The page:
Also, don't break the rules here by flaming and insulting others.
 

Silus

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Which is exactly why I said what I said on an earlier page. Everything is speculation at this point, even most canned benches :eek:

Which everyone NOT a fanboy knows. And I wouldn't say "most canned benches". I would say "all benches". Until the NDA is lifted and reviews are posted, everything is just a rumor.
 

Arcygenical

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Which everyone NOT a fanboy knows. And I wouldn't say "most canned benches". I would say "all benches". Until the NDA is lifted and reviews are posted, everything is just a rumor.

Well, I'm willing to give the benefit of the doubt SOMETIMES ;)... but I agree with you for the most part.
 

AmongTheChosenX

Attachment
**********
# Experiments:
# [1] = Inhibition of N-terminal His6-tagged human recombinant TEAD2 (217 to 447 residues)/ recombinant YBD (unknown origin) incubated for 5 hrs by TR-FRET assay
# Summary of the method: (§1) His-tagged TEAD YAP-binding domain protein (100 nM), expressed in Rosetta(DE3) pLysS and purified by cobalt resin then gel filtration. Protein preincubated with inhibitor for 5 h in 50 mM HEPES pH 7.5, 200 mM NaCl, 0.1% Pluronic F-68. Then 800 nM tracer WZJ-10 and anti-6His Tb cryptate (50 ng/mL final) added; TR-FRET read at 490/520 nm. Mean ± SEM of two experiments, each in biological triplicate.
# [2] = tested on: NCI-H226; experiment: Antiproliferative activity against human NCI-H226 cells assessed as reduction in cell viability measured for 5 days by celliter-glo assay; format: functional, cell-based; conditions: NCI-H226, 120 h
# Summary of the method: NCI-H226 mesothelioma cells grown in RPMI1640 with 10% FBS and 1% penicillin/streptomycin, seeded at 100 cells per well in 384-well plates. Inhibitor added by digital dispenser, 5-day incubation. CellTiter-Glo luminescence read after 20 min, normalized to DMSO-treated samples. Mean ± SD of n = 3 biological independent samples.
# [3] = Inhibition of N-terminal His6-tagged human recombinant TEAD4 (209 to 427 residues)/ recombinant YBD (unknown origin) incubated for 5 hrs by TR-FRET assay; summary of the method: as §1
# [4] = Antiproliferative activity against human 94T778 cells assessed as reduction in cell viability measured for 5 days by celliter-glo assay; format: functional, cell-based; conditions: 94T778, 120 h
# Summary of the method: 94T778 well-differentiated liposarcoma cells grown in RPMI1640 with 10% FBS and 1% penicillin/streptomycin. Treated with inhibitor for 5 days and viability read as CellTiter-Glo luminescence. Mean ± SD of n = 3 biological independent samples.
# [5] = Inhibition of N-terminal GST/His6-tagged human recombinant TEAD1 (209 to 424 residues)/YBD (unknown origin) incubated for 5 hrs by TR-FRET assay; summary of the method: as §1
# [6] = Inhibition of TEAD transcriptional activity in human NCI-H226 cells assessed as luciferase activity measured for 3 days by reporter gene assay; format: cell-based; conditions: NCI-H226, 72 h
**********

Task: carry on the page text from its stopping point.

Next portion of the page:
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Which is exactly why I said what I said on an earlier page. Everything is speculation at this point, even most canned benches :eek:



If they had nothing to offer, the GT200 wouldn't be in development. There was just a decrease in demand due to stagnation in the market. It's much more important for them to claim another win against ATI by dropping a new arch when ATI does the same thing... Maybe fiscally, maybe not, but this plan is most definitely egotistically rewarding.

Also, don't break the rules here by flaming and insulting others.

greanted yes nvidia can drop a bomb that can kill everything...

but what if they screw up? has anyone thought about that? what if Nvidia pulls an R600 on us? what will we say then?

my god people just because nvidia is good now doesn't mean they'll be good forever. again, it doesn't mean they won't be either, but i'm jsut saying.
 

Silus

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greanted yes nvidia can drop a bomb that can kill everything...

but what if they screw up? has anyone thought about that? what if Nvidia pulls an R600 on us? what will we say then?

my god people just because nvidia is good now doesn't mean they'll be good forever. again, it doesn't mean they won't be either, but i'm jsut saying.